"I shall now," he said, with his cherubic face very solemn, "emit my positively last and final number—an imitation of dear old Pozzy Banks, attempting to sing 'The Last Rose of Summer' while under the influence of wine. Not all of you have been privileged to know dear old Pozzy—a man of the most varied and diverse talents—it is our great regret that he is not with us tonight. But for those of you who were not privileged to know Pozzy, may I state as an introduction that dear old Pozzy is built something on the lines of a truck, and that, when under the influence of wine, it was his custom to sing directly into his hat, which he held out before him like a card tray. We will now begin." He whirled round, struck a few lugubrious notes and began to sing.

It was, as even Lane Parrington had to admit, extremely [Pg 216]funny. He heard himself joining in the wild, deep roar of laughter that greeted the end of the first verse—he was annoyed at himself but he could not help it. By some magic, by some trick of gesture and voice, the chubby, bald-headed figure had suddenly become a large and lugubrious young man—a young man slightly under the influence of wine but still with the very best intentions, singing sentimentally and lugubriously into his hat. It was a trick and an act and a sleight of hand not worth learning—but it did not fail in its effect. Lane Parrington found himself laughing till he ached—beside him, the man named either Ferguson or Whitelaw was whooping and gasping for breath.

"And now," said Schooner Fairchild, while they were still laughing, "let somebody play who can play!" And, magically crooking his finger, he summoned a dark-haired undergraduate from the crowd, pushed him down on the piano stool, and, somehow or other, slipped through the press and vanished, while they were still calling his name.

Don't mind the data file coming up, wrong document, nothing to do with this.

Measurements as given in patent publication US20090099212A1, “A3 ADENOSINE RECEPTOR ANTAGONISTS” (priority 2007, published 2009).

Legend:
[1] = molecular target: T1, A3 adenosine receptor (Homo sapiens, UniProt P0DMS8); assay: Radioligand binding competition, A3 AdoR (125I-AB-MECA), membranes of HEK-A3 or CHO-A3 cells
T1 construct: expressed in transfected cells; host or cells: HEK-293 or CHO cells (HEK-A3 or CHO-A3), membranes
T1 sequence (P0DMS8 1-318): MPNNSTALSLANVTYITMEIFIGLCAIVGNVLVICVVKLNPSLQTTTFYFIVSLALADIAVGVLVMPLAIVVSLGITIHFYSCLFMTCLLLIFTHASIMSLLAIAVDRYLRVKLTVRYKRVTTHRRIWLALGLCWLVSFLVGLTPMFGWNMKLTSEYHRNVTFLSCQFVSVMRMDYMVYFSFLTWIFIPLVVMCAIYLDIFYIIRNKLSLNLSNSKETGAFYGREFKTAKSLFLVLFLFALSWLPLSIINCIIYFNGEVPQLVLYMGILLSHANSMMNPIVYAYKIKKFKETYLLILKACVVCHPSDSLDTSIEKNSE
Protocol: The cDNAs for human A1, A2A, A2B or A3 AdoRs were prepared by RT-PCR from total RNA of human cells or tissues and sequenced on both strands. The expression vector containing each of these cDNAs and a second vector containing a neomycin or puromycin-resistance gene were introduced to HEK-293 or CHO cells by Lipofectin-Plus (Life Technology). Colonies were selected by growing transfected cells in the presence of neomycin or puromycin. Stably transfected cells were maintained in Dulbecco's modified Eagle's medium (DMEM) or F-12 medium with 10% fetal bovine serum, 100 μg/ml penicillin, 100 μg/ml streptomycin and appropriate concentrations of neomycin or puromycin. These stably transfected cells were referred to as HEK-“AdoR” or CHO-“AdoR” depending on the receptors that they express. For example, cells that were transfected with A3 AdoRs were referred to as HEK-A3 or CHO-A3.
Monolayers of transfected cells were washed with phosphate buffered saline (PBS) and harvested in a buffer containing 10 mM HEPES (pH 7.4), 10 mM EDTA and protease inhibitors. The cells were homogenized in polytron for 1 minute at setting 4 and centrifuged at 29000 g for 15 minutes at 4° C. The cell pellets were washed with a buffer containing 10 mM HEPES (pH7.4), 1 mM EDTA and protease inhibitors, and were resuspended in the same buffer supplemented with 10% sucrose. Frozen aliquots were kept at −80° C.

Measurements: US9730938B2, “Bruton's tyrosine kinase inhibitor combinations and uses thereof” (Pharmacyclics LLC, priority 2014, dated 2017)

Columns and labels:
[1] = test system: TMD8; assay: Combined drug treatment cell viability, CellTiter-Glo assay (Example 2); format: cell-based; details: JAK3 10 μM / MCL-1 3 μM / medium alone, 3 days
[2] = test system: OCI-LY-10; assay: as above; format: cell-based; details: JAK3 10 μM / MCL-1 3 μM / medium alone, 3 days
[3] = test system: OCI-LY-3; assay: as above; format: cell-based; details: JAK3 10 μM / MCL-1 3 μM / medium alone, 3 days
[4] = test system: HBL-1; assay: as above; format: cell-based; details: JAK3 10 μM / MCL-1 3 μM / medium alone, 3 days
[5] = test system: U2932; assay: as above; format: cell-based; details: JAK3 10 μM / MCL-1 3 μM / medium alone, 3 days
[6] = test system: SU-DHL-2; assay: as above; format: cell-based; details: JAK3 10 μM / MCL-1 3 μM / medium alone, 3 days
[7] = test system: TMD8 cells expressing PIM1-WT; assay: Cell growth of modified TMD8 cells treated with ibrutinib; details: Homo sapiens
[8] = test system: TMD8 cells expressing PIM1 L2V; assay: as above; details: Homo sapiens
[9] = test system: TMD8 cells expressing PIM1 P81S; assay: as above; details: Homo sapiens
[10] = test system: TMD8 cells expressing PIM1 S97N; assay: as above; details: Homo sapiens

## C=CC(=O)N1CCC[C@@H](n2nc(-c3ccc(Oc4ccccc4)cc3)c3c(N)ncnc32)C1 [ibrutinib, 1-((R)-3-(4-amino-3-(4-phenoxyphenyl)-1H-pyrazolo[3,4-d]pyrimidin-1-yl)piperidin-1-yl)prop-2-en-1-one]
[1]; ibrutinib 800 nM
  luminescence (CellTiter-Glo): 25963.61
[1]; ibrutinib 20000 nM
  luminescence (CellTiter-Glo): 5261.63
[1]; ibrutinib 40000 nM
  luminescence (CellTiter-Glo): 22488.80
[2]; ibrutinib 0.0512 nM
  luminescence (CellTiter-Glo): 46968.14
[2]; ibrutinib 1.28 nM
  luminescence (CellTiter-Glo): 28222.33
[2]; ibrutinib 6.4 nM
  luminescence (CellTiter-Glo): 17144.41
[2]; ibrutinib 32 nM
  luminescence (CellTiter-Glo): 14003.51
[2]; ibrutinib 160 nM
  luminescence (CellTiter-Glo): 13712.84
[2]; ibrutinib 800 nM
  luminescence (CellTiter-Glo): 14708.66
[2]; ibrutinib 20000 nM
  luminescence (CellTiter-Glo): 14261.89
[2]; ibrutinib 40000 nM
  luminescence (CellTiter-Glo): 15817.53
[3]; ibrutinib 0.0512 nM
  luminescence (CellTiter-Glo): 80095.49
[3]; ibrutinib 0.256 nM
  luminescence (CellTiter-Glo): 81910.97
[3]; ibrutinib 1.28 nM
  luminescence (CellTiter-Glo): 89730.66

Lane Parrington, a little later, found himself strolling up and down the dejected back yard of class headquarters. They had put up a tent, some iron tables and a number of paper lanterns, but, at this hour, the effect was not particularly gay. It must be very late and he ought to go to bed. But he did not look at his watch. He was trying to think about certain things in his life and get them into a proportion. It should be a simple thing to do, as simple as making money, but it was not.

Ted—Dorothy—the Leaf—Emmetsburg—Schooner Fairchild—Tom Drury—the place in Virginia [Pg 217]and the mean house at Emmetsburg—United Investments and a sleight-of-hand trick at a tiny piano. He shuffled the factors of the equation about; they should add up to a whole. And, if they did, he would be willing to admit it; he told himself that. Yes, even if the final sum proved him wrong for years—that had always been one of the factors of his own success, his knowing just when to cut a loss.

A shaky voice hummed behind him:

"Oh, the ship's cat said to the cabin boy,
To the cabin boy said she . . ."

He turned—it was Schooner Fairchild and, he thought at first, Schooner Fairchild was very drunk. Then he saw the man's lips were gray, caught him and helped him into one of the iron chairs.

"Sorry," wheezed Schooner Fairchild. "Must have run too fast, getting away from the gang. Damn' silly—left my medicine at the inn."

"Here—wait—" said Lane Parrington, remembering the flask of brandy in his pocket. He uncorked it and held it to the other man's lips. "Can you swallow?" he said solicitously.

An elfish, undefeated smile lit Schooner Fairchild's face. "Always could, from a child," he gasped. "Never ask a Fairchild twice." He drank and said, incredibly, it seemed to Lane Parrington, "Napoleon . . . isn't it? Sir, you spoil me." His color began to come back. "Better," he said.

"Just stay there," said Lane Parrington. He dashed back into club headquarters—deserted now, he noticed, [Pg 218]except for the gloomy caretaker and the man called Ferguson or Whitelaw, who was ungracefully asleep on a leather couch. Efficiently, he found glasses, ice, soda, plain water and ginger ale, and returned, his hands full of these trophies, to find Schooner Fairchild sitting up in his chair and attempting to get a cigarette from the pocket of his coat.